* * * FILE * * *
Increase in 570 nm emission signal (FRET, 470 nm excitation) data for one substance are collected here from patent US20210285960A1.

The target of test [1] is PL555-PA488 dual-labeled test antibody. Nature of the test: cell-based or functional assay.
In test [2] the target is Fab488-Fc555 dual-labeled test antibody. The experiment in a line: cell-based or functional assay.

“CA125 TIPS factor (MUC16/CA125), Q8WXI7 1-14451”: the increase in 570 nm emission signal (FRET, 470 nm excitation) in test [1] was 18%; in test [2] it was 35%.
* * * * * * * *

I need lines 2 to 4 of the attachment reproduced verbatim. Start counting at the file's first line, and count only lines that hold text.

The target of test [1] is PL555-PA488 dual-labeled test antibody. Nature of the test: cell-based or functional assay.
In test [2] the target is Fab488-Fc555 dual-labeled test antibody. The experiment in a line: cell-based or functional assay.

“CA125 TIPS factor (MUC16/CA125), Q8WXI7 1-14451”: the increase in 570 nm emission signal (FRET, 470 nm excitation) in test [1] was 18%; in test [2] it was 35%.